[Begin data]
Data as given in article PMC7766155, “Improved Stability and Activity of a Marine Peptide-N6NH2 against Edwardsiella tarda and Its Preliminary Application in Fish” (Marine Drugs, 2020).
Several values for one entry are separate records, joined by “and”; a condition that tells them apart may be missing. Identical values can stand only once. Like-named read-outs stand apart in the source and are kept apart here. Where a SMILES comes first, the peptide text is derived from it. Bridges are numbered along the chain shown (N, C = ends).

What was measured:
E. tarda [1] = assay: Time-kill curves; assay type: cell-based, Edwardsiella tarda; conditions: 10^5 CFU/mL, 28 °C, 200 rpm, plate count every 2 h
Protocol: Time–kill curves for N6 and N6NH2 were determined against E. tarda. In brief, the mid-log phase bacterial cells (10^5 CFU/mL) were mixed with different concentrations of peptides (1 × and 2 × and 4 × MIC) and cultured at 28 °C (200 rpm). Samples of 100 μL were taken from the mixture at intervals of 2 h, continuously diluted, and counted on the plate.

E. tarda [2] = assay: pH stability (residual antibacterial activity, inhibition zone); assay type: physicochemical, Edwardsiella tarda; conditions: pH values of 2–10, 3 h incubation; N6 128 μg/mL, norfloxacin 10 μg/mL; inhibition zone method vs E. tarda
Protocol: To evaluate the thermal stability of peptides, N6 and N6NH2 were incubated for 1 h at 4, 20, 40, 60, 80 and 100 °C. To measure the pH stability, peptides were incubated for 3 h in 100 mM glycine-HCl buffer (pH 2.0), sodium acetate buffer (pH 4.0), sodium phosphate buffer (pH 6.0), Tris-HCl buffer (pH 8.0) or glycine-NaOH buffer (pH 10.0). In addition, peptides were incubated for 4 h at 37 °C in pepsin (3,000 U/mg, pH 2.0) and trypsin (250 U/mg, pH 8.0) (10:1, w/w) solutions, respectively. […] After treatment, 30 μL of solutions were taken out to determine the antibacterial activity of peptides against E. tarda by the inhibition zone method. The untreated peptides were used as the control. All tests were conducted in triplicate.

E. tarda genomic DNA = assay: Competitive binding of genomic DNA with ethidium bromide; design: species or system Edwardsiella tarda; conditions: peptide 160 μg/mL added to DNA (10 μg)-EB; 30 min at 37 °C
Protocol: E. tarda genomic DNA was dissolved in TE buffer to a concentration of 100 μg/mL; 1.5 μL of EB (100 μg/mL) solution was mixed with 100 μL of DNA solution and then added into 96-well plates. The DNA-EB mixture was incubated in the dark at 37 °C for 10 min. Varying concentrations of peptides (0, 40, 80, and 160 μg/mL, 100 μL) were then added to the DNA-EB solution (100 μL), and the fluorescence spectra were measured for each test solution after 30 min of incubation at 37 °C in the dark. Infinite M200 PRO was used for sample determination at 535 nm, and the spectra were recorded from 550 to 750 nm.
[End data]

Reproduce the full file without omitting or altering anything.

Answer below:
Data as given in article PMC7766155, “Improved Stability and Activity of a Marine Peptide-N6NH2 against Edwardsiella tarda and Its Preliminary Application in Fish” (Marine Drugs, 2020).
Several values for one entry are separate records, joined by “and”; a condition that tells them apart may be missing. Identical values can stand only once. Like-named read-outs stand apart in the source and are kept apart here. Where a SMILES comes first, the peptide text is derived from it. Bridges are numbered along the chain shown (N, C = ends).

What was measured:
E. tarda [1] = assay: Time-kill curves; assay type: cell-based, Edwardsiella tarda; conditions: 10^5 CFU/mL, 28 °C, 200 rpm, plate count every 2 h
Protocol: Time–kill curves for N6 and N6NH2 were determined against E. tarda. In brief, the mid-log phase bacterial cells (10^5 CFU/mL) were mixed with different concentrations of peptides (1 × and 2 × and 4 × MIC) and cultured at 28 °C (200 rpm). Samples of 100 μL were taken from the mixture at intervals of 2 h, continuously diluted, and counted on the plate.

E. tarda [2] = assay: pH stability (residual antibacterial activity, inhibition zone); assay type: physicochemical, Edwardsiella tarda; conditions: pH values of 2–10, 3 h incubation; N6 128 μg/mL, norfloxacin 10 μg/mL; inhibition zone method vs E. tarda
Protocol: To evaluate the thermal stability of peptides, N6 and N6NH2 were incubated for 1 h at 4, 20, 40, 60, 80 and 100 °C. To measure the pH stability, peptides were incubated for 3 h in 100 mM glycine-HCl buffer (pH 2.0), sodium acetate buffer (pH 4.0), sodium phosphate buffer (pH 6.0), Tris-HCl buffer (pH 8.0) or glycine-NaOH buffer (pH 10.0). In addition, peptides were incubated for 4 h at 37 °C in pepsin (3,000 U/mg, pH 2.0) and trypsin (250 U/mg, pH 8.0) (10:1, w/w) solutions, respectively. […] After treatment, 30 μL of solutions were taken out to determine the antibacterial activity of peptides against E. tarda by the inhibition zone method. The untreated peptides were used as the control. All tests were conducted in triplicate.

E. tarda genomic DNA = assay: Competitive binding of genomic DNA with ethidium bromide; design: species or system Edwardsiella tarda; conditions: peptide 160 μg/mL added to DNA (10 μg)-EB; 30 min at 37 °C
Protocol: E. tarda genomic DNA was dissolved in TE buffer to a concentration of 100 μg/mL; 1.5 μL of EB (100 μg/mL) solution was mixed with 100 μL of DNA solution and then added into 96-well plates. The DNA-EB mixture was incubated in the dark at 37 °C for 10 min. Varying concentrations of peptides (0, 40, 80, and 160 μg/mL, 100 μL) were then added to the DNA-EB solution (100 μL), and the fluorescence spectra were measured for each test solution after 30 min of incubation at 37 °C in the dark. Infinite M200 PRO was used for sample determination at 535 nm, and the spectra were recorded from 550 to 750 nm.